If the JVP MPs were breathing fire at the Government, ruling party MPs showed they were no longer prepared to take criticism and allegations by the JVP in the same spirit as they did during the cozy days prior to the Weerawansa breakaway. Those days such allegations would have been dismissed with remarks such as “but we are all on the same side.” Instead, the allegations regarding Mr.Fernandopulle’s killing infuriated Government members to such an extent that Deputy Minister Mahindananda Aluthgamage called the JVP a worse terrorist group than the LTTE. A number of other government MPs too came down hard on the Marxists.

Leader of the House Nimal Siripala De Silva said the JVP was only helping the LTTE by making such allegations but said the Government was willing to begin an inquiry into Mr.Fernandopulle’s death and asked the JVP MP to come forward and present whatever information he has regarding such a conspiracy.

No discussion in Parliament would have been complete last week without mention of the escalating attacks on media personnel and organizations and many UNP members took it upon themselves with the support of the JVP to lambaste the government over this issue. Neither the two ministers in charge of the subject of media bothered to reply the allegations of government complicity in attacks on journalists, but Minister John Seneviratna who wound up the emergency debate on behalf of the government said more media personnel were killed and harassed under the UNP regimes in the past making specific reference to the killing of journalist Richard De Soysa.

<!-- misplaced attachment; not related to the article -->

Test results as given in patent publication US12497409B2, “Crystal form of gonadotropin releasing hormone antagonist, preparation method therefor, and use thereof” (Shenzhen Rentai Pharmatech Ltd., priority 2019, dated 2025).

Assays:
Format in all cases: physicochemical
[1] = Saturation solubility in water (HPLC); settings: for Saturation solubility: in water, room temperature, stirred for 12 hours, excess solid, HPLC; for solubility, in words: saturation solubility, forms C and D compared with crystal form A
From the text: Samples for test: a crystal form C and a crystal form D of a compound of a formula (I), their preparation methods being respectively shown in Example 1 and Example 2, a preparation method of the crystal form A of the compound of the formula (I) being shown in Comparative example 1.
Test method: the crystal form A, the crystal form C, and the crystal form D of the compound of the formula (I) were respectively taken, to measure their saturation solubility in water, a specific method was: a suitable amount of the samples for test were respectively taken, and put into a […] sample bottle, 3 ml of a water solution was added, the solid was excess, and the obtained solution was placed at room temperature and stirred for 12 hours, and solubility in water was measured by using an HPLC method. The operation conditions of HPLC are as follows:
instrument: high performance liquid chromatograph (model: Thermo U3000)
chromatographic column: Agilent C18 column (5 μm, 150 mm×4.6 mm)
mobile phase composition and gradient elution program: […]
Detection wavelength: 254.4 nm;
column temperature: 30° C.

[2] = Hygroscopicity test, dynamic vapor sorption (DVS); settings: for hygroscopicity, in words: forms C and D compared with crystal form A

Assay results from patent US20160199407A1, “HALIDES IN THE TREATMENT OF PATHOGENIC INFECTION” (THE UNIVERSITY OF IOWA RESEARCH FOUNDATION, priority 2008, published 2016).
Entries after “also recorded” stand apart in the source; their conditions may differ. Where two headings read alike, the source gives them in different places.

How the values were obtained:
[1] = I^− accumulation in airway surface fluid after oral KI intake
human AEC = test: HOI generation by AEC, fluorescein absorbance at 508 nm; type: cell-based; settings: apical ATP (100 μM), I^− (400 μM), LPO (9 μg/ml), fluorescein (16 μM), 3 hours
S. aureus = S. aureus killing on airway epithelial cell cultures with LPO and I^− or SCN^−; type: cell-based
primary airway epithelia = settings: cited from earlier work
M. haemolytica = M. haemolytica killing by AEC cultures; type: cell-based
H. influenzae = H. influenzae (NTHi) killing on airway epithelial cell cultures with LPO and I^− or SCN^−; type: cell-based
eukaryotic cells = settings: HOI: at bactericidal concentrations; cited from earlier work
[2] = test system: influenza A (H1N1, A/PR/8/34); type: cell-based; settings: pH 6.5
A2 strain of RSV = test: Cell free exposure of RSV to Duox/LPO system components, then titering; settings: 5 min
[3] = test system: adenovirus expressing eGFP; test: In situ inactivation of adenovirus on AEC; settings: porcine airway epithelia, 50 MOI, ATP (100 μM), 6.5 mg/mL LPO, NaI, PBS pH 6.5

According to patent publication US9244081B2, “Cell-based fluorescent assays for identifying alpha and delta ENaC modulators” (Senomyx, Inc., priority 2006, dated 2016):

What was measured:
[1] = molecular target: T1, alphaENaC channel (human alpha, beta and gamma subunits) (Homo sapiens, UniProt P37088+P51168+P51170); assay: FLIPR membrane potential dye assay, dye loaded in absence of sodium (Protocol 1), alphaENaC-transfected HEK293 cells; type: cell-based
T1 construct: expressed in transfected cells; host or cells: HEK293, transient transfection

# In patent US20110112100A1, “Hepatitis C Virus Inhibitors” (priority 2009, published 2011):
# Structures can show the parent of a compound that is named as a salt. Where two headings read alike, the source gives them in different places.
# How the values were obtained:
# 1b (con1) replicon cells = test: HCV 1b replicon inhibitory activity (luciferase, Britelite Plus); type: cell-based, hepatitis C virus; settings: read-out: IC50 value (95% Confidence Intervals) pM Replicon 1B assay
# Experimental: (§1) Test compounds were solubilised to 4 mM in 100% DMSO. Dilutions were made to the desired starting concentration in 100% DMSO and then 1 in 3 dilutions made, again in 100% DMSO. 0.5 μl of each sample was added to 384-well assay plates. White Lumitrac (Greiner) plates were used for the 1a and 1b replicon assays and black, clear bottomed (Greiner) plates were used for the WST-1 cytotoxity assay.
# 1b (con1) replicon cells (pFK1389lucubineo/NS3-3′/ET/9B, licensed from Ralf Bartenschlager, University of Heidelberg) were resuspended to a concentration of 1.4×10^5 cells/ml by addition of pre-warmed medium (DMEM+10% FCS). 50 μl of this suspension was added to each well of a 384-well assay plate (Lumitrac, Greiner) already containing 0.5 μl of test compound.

It’s true that some members of the UNP speaking on media rights reek of double standards given the role they played to stifle the voices of dissent during their terms in office, but this government cannot keep justifying attacks on journalists by pointing to the UNP’s poor past record. Minister Seneviratna’s comments only show that the government was trying to cover its shortcomings by using the bad precedents set by the UNP and doing little to address, not only the issue of media rights, but also other problems in the country. If this senior government minister’s contention is that two wrongs make a right, there can be little hope for this country.

Meanwhile, the issues that dominated Parliament in the previous session are still very much unresolved. The appointment of an Acting Secretary General of Parliament is still being hotly contested by the UNP. But all that the Government is doing is to point the finger back at the UNP saying, “you did it during your time, so what’s wrong if we do it.” The non appointment of the Constitutional Council is also at a deadlock. Both issues can only be resolved by the President and until he makes up his mind, Parliamentarians can go on talking, but there is little they can do but wait for the President to act. So while J.R.Jayewardene’s “bahubootha” Constitution, as former President Chandrika Kumaratunga referred to it, keeps serving the country’s Executive well, its other clauses that are supposed to guarantee rights of ordinary citizens continue to be liberally ignored and violated.